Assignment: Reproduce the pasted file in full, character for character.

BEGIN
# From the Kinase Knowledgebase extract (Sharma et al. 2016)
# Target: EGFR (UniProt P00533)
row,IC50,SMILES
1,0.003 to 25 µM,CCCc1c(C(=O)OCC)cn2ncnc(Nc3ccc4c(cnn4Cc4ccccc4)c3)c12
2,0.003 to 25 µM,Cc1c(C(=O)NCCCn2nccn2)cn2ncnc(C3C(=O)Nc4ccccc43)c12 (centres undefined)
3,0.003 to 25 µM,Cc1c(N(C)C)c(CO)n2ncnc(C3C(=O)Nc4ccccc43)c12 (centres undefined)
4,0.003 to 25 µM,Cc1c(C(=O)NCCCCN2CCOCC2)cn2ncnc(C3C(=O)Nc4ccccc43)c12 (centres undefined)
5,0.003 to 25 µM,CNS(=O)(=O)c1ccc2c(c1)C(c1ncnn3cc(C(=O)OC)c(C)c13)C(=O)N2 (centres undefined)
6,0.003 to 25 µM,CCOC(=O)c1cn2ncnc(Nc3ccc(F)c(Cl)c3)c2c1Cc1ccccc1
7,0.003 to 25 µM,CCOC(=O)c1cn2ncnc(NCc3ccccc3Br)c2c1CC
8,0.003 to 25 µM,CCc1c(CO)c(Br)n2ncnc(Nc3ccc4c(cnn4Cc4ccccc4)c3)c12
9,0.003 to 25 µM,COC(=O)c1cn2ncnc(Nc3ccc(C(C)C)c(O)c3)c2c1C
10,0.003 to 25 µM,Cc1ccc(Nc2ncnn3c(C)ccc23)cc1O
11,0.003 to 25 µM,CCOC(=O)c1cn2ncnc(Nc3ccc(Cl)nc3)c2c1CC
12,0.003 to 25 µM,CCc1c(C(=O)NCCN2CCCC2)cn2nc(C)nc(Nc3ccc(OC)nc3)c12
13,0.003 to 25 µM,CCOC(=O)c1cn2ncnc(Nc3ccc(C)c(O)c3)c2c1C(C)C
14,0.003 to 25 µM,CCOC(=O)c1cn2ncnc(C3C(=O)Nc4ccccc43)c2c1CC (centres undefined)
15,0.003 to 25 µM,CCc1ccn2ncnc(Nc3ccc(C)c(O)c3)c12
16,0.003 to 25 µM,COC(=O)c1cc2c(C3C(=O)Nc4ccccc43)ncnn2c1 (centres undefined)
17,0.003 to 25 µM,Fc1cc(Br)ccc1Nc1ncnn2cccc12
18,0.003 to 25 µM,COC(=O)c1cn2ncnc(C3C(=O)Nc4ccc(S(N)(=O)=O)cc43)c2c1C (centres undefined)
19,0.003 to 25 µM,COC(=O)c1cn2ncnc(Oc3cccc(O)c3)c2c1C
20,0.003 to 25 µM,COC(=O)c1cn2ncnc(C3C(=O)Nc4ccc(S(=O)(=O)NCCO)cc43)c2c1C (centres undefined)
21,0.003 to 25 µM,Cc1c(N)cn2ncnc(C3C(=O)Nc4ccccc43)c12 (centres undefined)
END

# From the Kinase Knowledgebase extract (Sharma et al. 2016)
# Target: EGFR (UniProt P00533)
row,IC50,SMILES
1,0.003 to 25 µM,CCCc1c(C(=O)OCC)cn2ncnc(Nc3ccc4c(cnn4Cc4ccccc4)c3)c12
2,0.003 to 25 µM,Cc1c(C(=O)NCCCn2nccn2)cn2ncnc(C3C(=O)Nc4ccccc43)c12 (centres undefined)
3,0.003 to 25 µM,Cc1c(N(C)C)c(CO)n2ncnc(C3C(=O)Nc4ccccc43)c12 (centres undefined)
4,0.003 to 25 µM,Cc1c(C(=O)NCCCCN2CCOCC2)cn2ncnc(C3C(=O)Nc4ccccc43)c12 (centres undefined)
5,0.003 to 25 µM,CNS(=O)(=O)c1ccc2c(c1)C(c1ncnn3cc(C(=O)OC)c(C)c13)C(=O)N2 (centres undefined)
6,0.003 to 25 µM,CCOC(=O)c1cn2ncnc(Nc3ccc(F)c(Cl)c3)c2c1Cc1ccccc1
7,0.003 to 25 µM,CCOC(=O)c1cn2ncnc(NCc3ccccc3Br)c2c1CC
8,0.003 to 25 µM,CCc1c(CO)c(Br)n2ncnc(Nc3ccc4c(cnn4Cc4ccccc4)c3)c12
9,0.003 to 25 µM,COC(=O)c1cn2ncnc(Nc3ccc(C(C)C)c(O)c3)c2c1C
10,0.003 to 25 µM,Cc1ccc(Nc2ncnn3c(C)ccc23)cc1O
11,0.003 to 25 µM,CCOC(=O)c1cn2ncnc(Nc3ccc(Cl)nc3)c2c1CC
12,0.003 to 25 µM,CCc1c(C(=O)NCCN2CCCC2)cn2nc(C)nc(Nc3ccc(OC)nc3)c12
13,0.003 to 25 µM,CCOC(=O)c1cn2ncnc(Nc3ccc(C)c(O)c3)c2c1C(C)C
14,0.003 to 25 µM,CCOC(=O)c1cn2ncnc(C3C(=O)Nc4ccccc43)c2c1CC (centres undefined)
15,0.003 to 25 µM,CCc1ccn2ncnc(Nc3ccc(C)c(O)c3)c12
16,0.003 to 25 µM,COC(=O)c1cc2c(C3C(=O)Nc4ccccc43)ncnn2c1 (centres undefined)
17,0.003 to 25 µM,Fc1cc(Br)ccc1Nc1ncnn2cccc12
18,0.003 to 25 µM,COC(=O)c1cn2ncnc(C3C(=O)Nc4ccc(S(N)(=O)=O)cc43)c2c1C (centres undefined)
19,0.003 to 25 µM,COC(=O)c1cn2ncnc(Oc3cccc(O)c3)c2c1C
20,0.003 to 25 µM,COC(=O)c1cn2ncnc(C3C(=O)Nc4ccc(S(=O)(=O)NCCO)cc43)c2c1C (centres undefined)
21,0.003 to 25 µM,Cc1c(N)cn2ncnc(C3C(=O)Nc4ccccc43)c12 (centres undefined)